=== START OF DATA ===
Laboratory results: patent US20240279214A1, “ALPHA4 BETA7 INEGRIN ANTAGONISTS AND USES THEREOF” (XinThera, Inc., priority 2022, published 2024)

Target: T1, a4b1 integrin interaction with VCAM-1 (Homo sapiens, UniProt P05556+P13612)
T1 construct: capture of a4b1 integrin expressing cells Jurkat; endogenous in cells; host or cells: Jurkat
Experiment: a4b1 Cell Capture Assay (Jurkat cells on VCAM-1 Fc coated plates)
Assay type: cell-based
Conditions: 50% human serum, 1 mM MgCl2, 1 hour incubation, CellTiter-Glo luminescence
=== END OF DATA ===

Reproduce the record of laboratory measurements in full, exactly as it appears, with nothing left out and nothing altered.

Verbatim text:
Laboratory results: patent US20240279214A1, “ALPHA4 BETA7 INEGRIN ANTAGONISTS AND USES THEREOF” (XinThera, Inc., priority 2022, published 2024)

Target: T1, a4b1 integrin interaction with VCAM-1 (Homo sapiens, UniProt P05556+P13612)
T1 construct: capture of a4b1 integrin expressing cells Jurkat; endogenous in cells; host or cells: Jurkat
Experiment: a4b1 Cell Capture Assay (Jurkat cells on VCAM-1 Fc coated plates)
Assay type: cell-based
Conditions: 50% human serum, 1 mM MgCl2, 1 hour incubation, CellTiter-Glo luminescence